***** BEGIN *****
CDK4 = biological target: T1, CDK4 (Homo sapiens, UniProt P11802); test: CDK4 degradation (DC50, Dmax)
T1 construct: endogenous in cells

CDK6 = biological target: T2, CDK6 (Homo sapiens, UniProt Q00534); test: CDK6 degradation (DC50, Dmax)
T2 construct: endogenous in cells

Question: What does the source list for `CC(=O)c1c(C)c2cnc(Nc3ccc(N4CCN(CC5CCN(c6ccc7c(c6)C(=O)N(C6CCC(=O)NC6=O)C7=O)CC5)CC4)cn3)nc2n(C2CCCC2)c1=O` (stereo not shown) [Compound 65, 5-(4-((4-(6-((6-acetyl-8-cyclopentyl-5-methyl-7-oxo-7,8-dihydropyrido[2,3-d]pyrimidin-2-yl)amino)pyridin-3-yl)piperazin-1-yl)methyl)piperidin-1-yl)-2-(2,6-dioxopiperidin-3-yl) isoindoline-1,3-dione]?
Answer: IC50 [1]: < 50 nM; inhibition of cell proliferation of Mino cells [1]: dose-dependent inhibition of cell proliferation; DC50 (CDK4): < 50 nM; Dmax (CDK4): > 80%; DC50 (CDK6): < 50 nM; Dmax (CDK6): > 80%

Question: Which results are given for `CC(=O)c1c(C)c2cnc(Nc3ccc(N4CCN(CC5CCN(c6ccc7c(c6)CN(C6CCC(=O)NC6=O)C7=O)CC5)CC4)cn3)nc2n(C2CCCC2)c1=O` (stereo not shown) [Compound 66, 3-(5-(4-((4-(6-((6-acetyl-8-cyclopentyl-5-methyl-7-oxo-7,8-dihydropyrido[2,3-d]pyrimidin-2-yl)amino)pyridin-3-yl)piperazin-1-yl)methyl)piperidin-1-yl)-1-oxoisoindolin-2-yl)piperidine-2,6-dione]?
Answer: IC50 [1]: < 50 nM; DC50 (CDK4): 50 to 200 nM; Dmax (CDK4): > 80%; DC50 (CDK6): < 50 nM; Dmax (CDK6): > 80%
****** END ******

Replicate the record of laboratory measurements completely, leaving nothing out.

CDK4 = biological target: T1, CDK4 (Homo sapiens, UniProt P11802); test: CDK4 degradation (DC50, Dmax)
T1 construct: endogenous in cells

CDK6 = biological target: T2, CDK6 (Homo sapiens, UniProt Q00534); test: CDK6 degradation (DC50, Dmax)
T2 construct: endogenous in cells

Question: What does the source list for `CC(=O)c1c(C)c2cnc(Nc3ccc(N4CCN(CC5CCN(c6ccc7c(c6)C(=O)N(C6CCC(=O)NC6=O)C7=O)CC5)CC4)cn3)nc2n(C2CCCC2)c1=O` (stereo not shown) [Compound 65, 5-(4-((4-(6-((6-acetyl-8-cyclopentyl-5-methyl-7-oxo-7,8-dihydropyrido[2,3-d]pyrimidin-2-yl)amino)pyridin-3-yl)piperazin-1-yl)methyl)piperidin-1-yl)-2-(2,6-dioxopiperidin-3-yl) isoindoline-1,3-dione]?
Answer: IC50 [1]: < 50 nM; inhibition of cell proliferation of Mino cells [1]: dose-dependent inhibition of cell proliferation; DC50 (CDK4): < 50 nM; Dmax (CDK4): > 80%; DC50 (CDK6): < 50 nM; Dmax (CDK6): > 80%

Question: Which results are given for `CC(=O)c1c(C)c2cnc(Nc3ccc(N4CCN(CC5CCN(c6ccc7c(c6)CN(C6CCC(=O)NC6=O)C7=O)CC5)CC4)cn3)nc2n(C2CCCC2)c1=O` (stereo not shown) [Compound 66, 3-(5-(4-((4-(6-((6-acetyl-8-cyclopentyl-5-methyl-7-oxo-7,8-dihydropyrido[2,3-d]pyrimidin-2-yl)amino)pyridin-3-yl)piperazin-1-yl)methyl)piperidin-1-yl)-1-oxoisoindolin-2-yl)piperidine-2,6-dione]?
Answer: IC50 [1]: < 50 nM; DC50 (CDK4): 50 to 200 nM; Dmax (CDK4): > 80%; DC50 (CDK6): < 50 nM; Dmax (CDK6): > 80%